Putting aside for a moment the question as to whether it is even possible to safely create a small back door, and we doubt it is possible, it is obvious that the EOLC Bill will not provide this. Why? Because the very broad eligibility criteria, combined with the subjective calculation of unbearable suffering and the use of vague terms such as “advanced decline” will, in practice, create a ‘four-lane motorway’ access to assisted death in New Zealand for a very broad range of people. We argue this will in practice include people with depression and mental illness and other people who are not imminently dying.
Interestingly, and concerningly, we note that various submitters who have already presented to you were reported as arguing that the Bill in its current form is far too narrow!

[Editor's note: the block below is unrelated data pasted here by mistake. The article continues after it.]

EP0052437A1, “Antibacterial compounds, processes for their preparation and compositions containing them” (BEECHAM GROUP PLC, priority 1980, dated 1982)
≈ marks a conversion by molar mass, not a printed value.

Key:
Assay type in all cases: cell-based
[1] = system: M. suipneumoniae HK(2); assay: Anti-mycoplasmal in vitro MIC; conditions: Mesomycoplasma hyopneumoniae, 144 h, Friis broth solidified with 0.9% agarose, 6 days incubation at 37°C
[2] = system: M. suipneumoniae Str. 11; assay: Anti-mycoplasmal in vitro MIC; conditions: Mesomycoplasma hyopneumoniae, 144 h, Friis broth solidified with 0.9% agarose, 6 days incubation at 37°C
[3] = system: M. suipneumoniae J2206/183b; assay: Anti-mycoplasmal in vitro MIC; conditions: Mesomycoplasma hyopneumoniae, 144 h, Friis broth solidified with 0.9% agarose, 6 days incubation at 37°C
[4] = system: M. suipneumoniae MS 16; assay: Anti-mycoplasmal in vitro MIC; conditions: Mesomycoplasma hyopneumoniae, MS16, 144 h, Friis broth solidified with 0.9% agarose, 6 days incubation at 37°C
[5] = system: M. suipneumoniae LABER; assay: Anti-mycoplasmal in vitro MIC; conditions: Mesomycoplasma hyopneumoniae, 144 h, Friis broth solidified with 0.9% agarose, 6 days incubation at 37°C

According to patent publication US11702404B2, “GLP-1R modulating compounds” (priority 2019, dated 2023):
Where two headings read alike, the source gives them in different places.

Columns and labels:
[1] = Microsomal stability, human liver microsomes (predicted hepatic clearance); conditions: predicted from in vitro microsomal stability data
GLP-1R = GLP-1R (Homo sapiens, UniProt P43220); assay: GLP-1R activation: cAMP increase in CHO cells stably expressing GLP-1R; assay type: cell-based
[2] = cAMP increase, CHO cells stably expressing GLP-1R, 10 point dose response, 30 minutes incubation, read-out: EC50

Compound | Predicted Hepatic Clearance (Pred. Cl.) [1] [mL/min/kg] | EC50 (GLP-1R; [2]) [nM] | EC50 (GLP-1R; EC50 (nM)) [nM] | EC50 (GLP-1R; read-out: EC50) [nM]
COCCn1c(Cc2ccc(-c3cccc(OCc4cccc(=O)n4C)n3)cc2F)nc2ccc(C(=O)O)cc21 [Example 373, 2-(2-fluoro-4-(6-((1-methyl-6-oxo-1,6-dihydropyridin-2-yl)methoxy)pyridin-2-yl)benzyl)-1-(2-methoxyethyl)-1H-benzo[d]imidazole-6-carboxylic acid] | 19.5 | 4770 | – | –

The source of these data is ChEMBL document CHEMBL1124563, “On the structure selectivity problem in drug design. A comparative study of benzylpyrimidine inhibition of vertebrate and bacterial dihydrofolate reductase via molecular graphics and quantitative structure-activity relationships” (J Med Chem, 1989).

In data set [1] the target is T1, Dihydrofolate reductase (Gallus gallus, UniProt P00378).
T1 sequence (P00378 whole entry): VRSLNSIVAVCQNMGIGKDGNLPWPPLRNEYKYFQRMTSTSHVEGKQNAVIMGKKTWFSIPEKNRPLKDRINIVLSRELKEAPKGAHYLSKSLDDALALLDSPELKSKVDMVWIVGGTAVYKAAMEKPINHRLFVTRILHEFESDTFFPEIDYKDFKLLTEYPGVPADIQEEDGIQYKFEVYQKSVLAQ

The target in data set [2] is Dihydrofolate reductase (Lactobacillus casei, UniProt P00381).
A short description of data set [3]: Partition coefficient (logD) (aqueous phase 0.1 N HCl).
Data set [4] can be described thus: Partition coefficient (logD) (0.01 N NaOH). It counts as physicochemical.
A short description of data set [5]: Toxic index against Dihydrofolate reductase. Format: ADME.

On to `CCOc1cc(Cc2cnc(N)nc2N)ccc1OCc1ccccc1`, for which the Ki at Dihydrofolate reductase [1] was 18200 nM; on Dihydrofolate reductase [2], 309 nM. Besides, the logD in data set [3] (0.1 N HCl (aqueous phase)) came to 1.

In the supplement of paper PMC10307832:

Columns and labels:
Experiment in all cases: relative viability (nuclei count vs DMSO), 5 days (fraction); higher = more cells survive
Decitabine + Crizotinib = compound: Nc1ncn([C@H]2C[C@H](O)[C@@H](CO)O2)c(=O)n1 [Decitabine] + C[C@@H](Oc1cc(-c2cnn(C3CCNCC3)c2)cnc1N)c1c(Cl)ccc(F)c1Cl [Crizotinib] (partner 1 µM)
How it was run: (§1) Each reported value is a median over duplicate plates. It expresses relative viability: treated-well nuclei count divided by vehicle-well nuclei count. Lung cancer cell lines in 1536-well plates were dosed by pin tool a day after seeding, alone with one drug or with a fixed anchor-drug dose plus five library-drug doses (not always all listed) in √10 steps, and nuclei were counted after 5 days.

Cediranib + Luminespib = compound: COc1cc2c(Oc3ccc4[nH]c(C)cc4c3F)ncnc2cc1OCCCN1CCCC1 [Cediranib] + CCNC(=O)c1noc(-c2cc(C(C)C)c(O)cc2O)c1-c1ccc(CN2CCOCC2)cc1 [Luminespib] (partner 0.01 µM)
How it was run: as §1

We reject, in the strongest possible terms, the idea that, quoting again from the Explanatory Note, “evidence and developments have established that there are serious problems with the current state of the law in New Zealand.” ‘What evidence?’ we ask? ‘What developments?’
That is not to say that there are not people who are still experiencing bad deaths, deaths with unnecessary pain or suffering. Yes, things need to get better. Palliative care is great for those who can access it, but is not equally or equitably accessible. There is a problem, but EAS is not the ethical or caring answer.
We want to leave you today with two words: ‘TAKE CARE’. These two, simple words have a rich and multi-faceted meaning in the context of this debate.